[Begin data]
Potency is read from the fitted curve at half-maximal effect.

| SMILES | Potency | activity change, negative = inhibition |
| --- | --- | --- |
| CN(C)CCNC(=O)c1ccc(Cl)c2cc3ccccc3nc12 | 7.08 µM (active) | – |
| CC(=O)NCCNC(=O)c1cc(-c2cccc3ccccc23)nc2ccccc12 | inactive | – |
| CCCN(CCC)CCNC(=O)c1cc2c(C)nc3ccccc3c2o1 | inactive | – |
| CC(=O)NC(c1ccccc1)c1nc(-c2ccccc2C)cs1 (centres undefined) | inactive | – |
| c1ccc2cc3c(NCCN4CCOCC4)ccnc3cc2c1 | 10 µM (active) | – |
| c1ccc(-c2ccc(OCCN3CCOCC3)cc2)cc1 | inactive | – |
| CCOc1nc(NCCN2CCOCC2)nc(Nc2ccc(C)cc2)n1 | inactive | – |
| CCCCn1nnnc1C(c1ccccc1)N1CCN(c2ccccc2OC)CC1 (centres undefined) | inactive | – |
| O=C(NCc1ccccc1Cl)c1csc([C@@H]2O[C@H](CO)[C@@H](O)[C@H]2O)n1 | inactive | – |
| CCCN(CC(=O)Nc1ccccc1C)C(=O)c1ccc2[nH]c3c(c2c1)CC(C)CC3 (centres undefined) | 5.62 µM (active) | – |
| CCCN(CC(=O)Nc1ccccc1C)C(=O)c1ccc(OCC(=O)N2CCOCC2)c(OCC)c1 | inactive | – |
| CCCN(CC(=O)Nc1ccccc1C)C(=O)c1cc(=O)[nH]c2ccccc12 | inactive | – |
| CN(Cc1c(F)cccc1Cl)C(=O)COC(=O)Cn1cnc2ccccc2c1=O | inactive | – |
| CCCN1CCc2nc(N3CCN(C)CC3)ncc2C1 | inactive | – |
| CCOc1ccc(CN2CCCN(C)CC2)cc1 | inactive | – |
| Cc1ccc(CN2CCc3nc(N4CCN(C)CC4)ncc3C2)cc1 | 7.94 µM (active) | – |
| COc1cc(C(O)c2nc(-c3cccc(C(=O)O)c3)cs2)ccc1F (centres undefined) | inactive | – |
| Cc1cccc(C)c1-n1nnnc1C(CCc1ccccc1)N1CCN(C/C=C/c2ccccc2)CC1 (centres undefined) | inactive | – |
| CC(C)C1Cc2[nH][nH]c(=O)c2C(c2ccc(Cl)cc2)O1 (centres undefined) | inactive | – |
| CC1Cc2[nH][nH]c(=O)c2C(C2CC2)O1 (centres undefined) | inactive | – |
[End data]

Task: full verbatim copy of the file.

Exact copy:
Potency is read from the fitted curve at half-maximal effect.

| SMILES | Potency | activity change, negative = inhibition |
| --- | --- | --- |
| CN(C)CCNC(=O)c1ccc(Cl)c2cc3ccccc3nc12 | 7.08 µM (active) | – |
| CC(=O)NCCNC(=O)c1cc(-c2cccc3ccccc23)nc2ccccc12 | inactive | – |
| CCCN(CCC)CCNC(=O)c1cc2c(C)nc3ccccc3c2o1 | inactive | – |
| CC(=O)NC(c1ccccc1)c1nc(-c2ccccc2C)cs1 (centres undefined) | inactive | – |
| c1ccc2cc3c(NCCN4CCOCC4)ccnc3cc2c1 | 10 µM (active) | – |
| c1ccc(-c2ccc(OCCN3CCOCC3)cc2)cc1 | inactive | – |
| CCOc1nc(NCCN2CCOCC2)nc(Nc2ccc(C)cc2)n1 | inactive | – |
| CCCCn1nnnc1C(c1ccccc1)N1CCN(c2ccccc2OC)CC1 (centres undefined) | inactive | – |
| O=C(NCc1ccccc1Cl)c1csc([C@@H]2O[C@H](CO)[C@@H](O)[C@H]2O)n1 | inactive | – |
| CCCN(CC(=O)Nc1ccccc1C)C(=O)c1ccc2[nH]c3c(c2c1)CC(C)CC3 (centres undefined) | 5.62 µM (active) | – |
| CCCN(CC(=O)Nc1ccccc1C)C(=O)c1ccc(OCC(=O)N2CCOCC2)c(OCC)c1 | inactive | – |
| CCCN(CC(=O)Nc1ccccc1C)C(=O)c1cc(=O)[nH]c2ccccc12 | inactive | – |
| CN(Cc1c(F)cccc1Cl)C(=O)COC(=O)Cn1cnc2ccccc2c1=O | inactive | – |
| CCCN1CCc2nc(N3CCN(C)CC3)ncc2C1 | inactive | – |
| CCOc1ccc(CN2CCCN(C)CC2)cc1 | inactive | – |
| Cc1ccc(CN2CCc3nc(N4CCN(C)CC4)ncc3C2)cc1 | 7.94 µM (active) | – |
| COc1cc(C(O)c2nc(-c3cccc(C(=O)O)c3)cs2)ccc1F (centres undefined) | inactive | – |
| Cc1cccc(C)c1-n1nnnc1C(CCc1ccccc1)N1CCN(C/C=C/c2ccccc2)CC1 (centres undefined) | inactive | – |
| CC(C)C1Cc2[nH][nH]c(=O)c2C(c2ccc(Cl)cc2)O1 (centres undefined) | inactive | – |
| CC1Cc2[nH][nH]c(=O)c2C(C2CC2)O1 (centres undefined) | inactive | – |